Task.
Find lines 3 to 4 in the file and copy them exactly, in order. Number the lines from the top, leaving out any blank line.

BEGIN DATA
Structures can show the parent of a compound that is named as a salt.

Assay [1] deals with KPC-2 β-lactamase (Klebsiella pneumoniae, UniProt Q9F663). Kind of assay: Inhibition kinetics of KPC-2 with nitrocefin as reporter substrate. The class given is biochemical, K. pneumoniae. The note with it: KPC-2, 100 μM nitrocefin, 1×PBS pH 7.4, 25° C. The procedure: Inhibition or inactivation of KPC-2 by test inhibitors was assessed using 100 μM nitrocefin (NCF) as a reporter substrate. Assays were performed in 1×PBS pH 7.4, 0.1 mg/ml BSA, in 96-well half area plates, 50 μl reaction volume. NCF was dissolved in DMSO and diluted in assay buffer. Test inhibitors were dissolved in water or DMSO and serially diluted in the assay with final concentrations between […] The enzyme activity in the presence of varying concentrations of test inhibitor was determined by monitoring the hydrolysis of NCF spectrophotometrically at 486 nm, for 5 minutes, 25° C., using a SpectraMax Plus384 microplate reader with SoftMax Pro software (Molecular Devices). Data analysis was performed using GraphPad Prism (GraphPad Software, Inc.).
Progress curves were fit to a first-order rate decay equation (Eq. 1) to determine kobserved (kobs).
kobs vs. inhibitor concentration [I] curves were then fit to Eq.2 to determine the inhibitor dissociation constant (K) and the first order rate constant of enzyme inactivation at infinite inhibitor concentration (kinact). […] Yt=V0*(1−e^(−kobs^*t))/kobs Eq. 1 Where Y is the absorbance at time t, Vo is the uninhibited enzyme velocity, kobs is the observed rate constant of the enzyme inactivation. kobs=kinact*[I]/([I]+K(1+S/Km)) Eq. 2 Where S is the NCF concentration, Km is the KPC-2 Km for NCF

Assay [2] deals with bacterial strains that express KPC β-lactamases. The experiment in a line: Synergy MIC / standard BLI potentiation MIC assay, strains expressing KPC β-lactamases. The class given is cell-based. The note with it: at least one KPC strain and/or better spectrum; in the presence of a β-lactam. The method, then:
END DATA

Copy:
Progress curves were fit to a first-order rate decay equation (Eq. 1) to determine kobserved (kobs).
kobs vs. inhibitor concentration [I] curves were then fit to Eq.2 to determine the inhibitor dissociation constant (K) and the first order rate constant of enzyme inactivation at infinite inhibitor concentration (kinact). […] Yt=V0*(1−e^(−kobs^*t))/kobs Eq. 1 Where Y is the absorbance at time t, Vo is the uninhibited enzyme velocity, kobs is the observed rate constant of the enzyme inactivation. kobs=kinact*[I]/([I]+K(1+S/Km)) Eq. 2 Where S is the NCF concentration, Km is the KPC-2 Km for NCF